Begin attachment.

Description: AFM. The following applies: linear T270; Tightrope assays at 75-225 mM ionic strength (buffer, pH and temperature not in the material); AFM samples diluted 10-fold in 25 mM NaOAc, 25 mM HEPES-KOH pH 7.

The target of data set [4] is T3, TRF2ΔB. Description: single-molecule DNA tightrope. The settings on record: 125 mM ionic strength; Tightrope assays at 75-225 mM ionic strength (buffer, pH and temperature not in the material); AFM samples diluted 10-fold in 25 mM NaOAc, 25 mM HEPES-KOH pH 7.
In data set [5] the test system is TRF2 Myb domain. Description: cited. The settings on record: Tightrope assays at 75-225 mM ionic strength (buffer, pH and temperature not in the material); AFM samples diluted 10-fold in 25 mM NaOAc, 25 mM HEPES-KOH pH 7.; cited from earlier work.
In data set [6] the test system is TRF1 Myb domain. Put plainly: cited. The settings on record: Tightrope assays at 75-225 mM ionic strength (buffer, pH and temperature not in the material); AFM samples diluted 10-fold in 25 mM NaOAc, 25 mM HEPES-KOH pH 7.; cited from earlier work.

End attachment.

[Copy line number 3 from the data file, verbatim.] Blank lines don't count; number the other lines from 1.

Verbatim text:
In data set [5] the test system is TRF2 Myb domain. Description: cited. The settings on record: Tightrope assays at 75-225 mM ionic strength (buffer, pH and temperature not in the material); AFM samples diluted 10-fold in 25 mM NaOAc, 25 mM HEPES-KOH pH 7.; cited from earlier work.